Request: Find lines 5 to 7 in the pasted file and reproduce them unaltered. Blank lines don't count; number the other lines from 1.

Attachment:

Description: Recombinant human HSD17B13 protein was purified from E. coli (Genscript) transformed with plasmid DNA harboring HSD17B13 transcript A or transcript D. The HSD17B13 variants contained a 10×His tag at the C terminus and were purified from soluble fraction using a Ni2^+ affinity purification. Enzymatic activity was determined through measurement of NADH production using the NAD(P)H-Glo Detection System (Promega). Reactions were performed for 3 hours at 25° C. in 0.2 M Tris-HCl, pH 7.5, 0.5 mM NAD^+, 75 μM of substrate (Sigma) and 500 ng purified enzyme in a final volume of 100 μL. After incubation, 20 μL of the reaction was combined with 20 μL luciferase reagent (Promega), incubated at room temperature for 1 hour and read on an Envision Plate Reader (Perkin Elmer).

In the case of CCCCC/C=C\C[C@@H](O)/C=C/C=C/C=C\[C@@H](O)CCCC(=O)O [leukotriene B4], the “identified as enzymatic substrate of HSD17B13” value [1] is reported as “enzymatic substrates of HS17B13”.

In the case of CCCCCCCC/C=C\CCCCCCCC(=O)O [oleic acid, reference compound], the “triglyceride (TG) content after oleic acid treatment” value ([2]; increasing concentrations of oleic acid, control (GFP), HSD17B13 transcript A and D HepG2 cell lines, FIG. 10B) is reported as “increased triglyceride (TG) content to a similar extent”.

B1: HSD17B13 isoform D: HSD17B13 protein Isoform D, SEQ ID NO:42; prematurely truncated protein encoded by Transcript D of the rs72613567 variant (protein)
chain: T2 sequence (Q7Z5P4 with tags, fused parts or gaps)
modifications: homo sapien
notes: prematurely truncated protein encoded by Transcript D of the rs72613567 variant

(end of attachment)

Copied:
chain: T2 sequence (Q7Z5P4 with tags, fused parts or gaps)
modifications: homo sapien
notes: prematurely truncated protein encoded by Transcript D of the rs72613567 variant